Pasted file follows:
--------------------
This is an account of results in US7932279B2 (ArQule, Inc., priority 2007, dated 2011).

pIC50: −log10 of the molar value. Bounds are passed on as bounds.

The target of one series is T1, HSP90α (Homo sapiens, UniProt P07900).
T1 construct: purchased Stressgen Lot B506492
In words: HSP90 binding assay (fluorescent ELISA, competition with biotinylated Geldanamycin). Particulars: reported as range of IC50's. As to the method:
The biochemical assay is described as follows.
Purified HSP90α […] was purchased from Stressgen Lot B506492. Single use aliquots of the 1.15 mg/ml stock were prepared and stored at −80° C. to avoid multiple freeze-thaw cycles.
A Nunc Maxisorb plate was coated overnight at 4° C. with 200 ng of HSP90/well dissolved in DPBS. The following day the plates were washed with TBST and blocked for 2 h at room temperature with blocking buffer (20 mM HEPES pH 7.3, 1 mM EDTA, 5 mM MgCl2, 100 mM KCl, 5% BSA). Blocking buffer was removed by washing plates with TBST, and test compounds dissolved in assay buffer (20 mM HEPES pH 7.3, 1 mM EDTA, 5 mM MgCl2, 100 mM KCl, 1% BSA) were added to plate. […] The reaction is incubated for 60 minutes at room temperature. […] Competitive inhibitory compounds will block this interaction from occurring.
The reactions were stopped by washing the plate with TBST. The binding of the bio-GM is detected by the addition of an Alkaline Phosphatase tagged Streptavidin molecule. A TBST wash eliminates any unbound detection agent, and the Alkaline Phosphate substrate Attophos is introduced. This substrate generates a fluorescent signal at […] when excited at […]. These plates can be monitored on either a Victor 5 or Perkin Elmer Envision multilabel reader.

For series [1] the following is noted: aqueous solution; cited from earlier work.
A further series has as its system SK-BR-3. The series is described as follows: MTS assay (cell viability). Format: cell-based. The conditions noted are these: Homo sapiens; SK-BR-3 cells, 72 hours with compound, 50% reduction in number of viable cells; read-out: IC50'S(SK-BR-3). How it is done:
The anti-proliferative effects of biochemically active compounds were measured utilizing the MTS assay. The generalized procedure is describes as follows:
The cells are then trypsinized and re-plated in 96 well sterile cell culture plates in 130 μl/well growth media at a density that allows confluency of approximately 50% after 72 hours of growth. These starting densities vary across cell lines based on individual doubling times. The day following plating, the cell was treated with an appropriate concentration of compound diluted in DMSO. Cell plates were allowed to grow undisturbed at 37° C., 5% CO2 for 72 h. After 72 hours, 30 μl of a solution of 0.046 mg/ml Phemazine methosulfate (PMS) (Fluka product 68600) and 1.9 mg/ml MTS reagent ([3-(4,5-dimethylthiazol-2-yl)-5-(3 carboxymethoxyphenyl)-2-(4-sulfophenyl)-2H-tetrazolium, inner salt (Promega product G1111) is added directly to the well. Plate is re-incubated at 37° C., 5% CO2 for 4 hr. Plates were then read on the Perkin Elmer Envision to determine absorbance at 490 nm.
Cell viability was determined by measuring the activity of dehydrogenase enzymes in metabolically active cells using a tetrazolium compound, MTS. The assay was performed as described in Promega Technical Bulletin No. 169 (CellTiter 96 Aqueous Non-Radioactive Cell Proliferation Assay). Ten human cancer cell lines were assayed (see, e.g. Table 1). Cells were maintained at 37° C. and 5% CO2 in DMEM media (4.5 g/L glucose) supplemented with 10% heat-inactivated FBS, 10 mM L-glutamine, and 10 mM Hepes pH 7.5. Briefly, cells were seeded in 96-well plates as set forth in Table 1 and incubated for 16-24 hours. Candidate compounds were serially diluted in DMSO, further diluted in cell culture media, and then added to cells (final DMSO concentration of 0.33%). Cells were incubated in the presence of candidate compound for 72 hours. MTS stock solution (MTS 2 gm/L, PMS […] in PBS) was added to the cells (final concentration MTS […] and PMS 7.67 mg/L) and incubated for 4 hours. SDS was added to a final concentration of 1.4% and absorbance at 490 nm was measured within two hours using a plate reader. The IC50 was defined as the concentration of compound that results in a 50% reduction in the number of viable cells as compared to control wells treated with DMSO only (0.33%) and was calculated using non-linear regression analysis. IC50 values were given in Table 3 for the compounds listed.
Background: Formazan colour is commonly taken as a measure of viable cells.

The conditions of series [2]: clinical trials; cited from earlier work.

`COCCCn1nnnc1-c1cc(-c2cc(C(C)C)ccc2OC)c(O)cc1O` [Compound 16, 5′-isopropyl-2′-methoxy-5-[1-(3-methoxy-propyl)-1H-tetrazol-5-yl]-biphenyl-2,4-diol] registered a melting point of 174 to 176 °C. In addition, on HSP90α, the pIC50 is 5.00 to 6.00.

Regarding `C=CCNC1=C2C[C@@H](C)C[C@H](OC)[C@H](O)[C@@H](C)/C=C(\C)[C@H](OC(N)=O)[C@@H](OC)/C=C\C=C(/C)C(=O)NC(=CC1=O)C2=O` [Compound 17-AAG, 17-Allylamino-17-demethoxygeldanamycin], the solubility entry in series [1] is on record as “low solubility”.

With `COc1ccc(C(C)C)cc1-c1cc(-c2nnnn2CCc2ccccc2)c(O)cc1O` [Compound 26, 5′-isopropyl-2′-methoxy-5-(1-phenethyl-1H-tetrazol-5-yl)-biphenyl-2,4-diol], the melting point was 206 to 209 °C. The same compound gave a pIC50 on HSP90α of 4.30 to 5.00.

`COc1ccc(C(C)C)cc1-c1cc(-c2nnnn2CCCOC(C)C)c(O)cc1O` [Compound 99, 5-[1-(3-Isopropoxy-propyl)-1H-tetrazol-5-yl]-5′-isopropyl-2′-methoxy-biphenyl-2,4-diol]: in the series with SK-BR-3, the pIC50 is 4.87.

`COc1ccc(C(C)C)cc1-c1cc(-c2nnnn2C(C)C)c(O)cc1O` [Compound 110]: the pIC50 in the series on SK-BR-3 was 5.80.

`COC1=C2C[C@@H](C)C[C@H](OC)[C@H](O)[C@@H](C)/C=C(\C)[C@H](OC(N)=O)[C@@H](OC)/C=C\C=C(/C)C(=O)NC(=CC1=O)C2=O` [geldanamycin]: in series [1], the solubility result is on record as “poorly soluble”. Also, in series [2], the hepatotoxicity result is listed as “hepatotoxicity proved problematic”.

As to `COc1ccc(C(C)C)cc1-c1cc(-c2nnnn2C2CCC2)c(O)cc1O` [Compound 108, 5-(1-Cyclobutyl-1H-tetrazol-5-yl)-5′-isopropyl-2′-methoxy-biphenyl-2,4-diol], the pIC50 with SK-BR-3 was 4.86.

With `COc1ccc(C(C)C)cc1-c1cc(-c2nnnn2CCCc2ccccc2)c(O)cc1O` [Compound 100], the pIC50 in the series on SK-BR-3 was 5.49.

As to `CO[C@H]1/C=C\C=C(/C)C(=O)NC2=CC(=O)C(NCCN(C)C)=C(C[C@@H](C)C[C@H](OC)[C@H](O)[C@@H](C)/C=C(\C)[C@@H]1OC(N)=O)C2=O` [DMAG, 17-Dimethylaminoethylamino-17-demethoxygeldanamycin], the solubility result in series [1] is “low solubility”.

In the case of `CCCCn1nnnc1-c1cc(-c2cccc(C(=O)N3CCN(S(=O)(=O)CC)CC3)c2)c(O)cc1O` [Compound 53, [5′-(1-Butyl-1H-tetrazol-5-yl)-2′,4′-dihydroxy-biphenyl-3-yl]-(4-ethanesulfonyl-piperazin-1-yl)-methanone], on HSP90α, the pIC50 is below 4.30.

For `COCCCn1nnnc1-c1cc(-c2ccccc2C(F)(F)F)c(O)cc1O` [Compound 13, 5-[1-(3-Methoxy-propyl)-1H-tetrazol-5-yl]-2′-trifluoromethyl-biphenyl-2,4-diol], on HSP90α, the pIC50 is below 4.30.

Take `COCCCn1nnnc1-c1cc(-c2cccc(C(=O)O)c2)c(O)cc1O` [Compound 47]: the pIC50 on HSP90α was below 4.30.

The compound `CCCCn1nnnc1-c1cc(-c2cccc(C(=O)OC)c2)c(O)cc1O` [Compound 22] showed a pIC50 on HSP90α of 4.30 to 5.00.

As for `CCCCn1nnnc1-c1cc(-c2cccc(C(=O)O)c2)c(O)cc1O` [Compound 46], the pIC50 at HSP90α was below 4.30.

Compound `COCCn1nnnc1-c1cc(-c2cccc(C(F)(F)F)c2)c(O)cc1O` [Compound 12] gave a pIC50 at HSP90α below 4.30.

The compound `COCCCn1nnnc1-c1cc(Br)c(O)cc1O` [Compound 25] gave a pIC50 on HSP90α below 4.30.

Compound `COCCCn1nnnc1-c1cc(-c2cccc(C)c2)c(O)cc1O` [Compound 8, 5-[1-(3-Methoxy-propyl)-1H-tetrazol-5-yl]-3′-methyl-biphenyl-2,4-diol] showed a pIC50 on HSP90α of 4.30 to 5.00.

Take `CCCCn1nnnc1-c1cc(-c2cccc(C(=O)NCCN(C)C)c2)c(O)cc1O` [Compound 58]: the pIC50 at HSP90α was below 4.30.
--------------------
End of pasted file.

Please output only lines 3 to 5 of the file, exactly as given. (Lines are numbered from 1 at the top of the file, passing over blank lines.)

The target of one series is T1, HSP90α (Homo sapiens, UniProt P07900).
T1 construct: purchased Stressgen Lot B506492
In words: HSP90 binding assay (fluorescent ELISA, competition with biotinylated Geldanamycin). Particulars: reported as range of IC50's. As to the method: